Stopping Cell Death
Molecule lessens stroke damage via a new biochemical pathway
Results: Harvard Medical School researcher Junying Yuan and colleagues have discovered a molecule that prevented a type of cell death in human cell cultures and lowered the amount of brain damage caused by stroke in live mice by 30 percent. The study suggests that some cases of cell death thought to be the uncontrollable result of injury or disease are instead regulated by a molecular pathway.
Why It Matters: Researchers have long known of one form of regulated cell death called apoptosis. This is a helpful type of cell death that prevents cancer and contributes to early development. Yuan’s research demonstrates the existence of another type of programmed cell death that she and her team call “necroptosis.” This process may be involved in brain trauma, heart attacks, stroke, and other diseases. In showing that necroptosis is the result of a programmed set of steps that a chemical can interrupt, Yuan’s work suggests the possibility of new drug therapies to combat these diseases.
Methods: In order to find an anti-necroptosis molecule, the researchers tested 15,000 chemicals concurrently in cells grown in separate wells. Yuan’s team induced cell death and examined which chemicals prevented the cells from dying. Once they found a promising compound, they administered it to live mice whose brains had been temporarily deprived of blood, and compared the resulting damage to that induced in a control group.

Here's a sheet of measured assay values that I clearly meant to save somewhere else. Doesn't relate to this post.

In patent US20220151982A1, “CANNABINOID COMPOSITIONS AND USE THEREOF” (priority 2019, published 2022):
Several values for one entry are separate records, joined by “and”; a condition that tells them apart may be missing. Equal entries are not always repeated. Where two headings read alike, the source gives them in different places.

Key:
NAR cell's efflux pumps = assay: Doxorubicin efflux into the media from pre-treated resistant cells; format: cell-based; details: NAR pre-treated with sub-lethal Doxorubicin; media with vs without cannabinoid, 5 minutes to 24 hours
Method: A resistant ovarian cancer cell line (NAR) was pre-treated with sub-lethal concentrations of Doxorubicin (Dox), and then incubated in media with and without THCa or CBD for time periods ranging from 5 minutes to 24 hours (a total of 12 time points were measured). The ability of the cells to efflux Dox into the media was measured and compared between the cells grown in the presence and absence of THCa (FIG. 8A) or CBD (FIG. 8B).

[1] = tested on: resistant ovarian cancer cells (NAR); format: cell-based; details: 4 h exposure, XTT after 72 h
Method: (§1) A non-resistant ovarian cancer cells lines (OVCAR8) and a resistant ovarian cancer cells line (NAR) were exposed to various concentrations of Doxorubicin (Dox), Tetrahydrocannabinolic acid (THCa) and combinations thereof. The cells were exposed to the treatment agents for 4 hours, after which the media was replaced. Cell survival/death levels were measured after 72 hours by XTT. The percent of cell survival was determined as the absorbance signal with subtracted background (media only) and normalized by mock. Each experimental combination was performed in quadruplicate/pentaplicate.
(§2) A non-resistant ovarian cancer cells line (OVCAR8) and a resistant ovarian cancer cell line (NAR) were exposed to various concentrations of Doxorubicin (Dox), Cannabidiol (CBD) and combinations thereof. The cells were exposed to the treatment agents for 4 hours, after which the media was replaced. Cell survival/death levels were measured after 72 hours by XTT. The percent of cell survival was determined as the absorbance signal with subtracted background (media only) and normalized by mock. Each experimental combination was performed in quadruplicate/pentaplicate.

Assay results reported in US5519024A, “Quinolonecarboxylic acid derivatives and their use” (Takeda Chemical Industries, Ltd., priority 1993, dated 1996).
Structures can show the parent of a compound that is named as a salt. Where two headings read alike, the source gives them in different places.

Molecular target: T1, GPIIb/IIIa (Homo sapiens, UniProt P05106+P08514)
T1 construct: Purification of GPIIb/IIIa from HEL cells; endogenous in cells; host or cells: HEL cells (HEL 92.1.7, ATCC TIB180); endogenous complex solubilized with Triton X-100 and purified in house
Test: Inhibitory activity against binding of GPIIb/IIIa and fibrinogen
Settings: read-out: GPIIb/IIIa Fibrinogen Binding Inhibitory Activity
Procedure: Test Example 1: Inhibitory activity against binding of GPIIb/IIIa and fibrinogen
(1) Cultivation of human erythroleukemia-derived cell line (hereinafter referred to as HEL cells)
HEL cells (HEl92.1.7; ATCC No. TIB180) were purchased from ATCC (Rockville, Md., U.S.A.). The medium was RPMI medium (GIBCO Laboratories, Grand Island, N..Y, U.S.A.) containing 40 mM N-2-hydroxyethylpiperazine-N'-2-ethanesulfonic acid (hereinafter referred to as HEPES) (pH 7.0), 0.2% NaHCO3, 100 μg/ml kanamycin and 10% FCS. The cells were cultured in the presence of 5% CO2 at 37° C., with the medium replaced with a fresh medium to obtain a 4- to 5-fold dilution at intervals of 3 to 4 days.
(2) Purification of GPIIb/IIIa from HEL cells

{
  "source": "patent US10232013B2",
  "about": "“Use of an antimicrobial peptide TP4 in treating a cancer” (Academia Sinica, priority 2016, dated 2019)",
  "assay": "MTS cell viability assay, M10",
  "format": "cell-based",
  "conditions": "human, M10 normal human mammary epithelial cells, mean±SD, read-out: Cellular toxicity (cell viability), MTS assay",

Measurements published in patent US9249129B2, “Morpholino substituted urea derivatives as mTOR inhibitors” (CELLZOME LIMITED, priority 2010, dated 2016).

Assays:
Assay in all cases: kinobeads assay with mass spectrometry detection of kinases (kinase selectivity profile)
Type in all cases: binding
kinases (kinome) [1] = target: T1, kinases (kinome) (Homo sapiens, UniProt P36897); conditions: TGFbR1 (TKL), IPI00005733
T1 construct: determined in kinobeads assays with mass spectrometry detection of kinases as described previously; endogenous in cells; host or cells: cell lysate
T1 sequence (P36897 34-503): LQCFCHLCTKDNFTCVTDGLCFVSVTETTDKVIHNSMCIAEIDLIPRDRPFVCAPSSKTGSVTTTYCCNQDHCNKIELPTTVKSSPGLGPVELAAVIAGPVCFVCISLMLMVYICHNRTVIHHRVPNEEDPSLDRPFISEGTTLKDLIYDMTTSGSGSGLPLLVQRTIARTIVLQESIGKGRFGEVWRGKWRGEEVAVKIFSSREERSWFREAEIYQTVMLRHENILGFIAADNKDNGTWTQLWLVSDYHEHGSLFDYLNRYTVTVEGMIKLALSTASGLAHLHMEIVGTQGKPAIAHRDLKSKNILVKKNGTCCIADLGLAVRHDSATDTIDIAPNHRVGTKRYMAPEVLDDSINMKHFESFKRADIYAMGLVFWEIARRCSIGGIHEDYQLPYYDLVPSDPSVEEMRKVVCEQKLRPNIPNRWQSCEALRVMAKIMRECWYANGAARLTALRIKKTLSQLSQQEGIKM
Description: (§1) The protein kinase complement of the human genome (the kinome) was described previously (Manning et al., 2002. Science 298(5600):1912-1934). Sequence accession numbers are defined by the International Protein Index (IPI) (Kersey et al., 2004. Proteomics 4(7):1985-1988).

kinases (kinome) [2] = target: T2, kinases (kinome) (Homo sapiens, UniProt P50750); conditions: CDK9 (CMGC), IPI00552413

Next Step: Yuan and her team have discovered eight other necroptosis-blocking molecules and are using them to identify the steps in the necroptosis pathway by observing how each molecule affects dying cells. They are also seeking funding to develop a drug therapy for stroke based on their findings.
Sources: Yuan, J., et al. 2005. Chemical inhibitor of nonapoptotic cell death with therapeutic potential for ischemic brain injury. Nature Chemical Biology 1:112-119.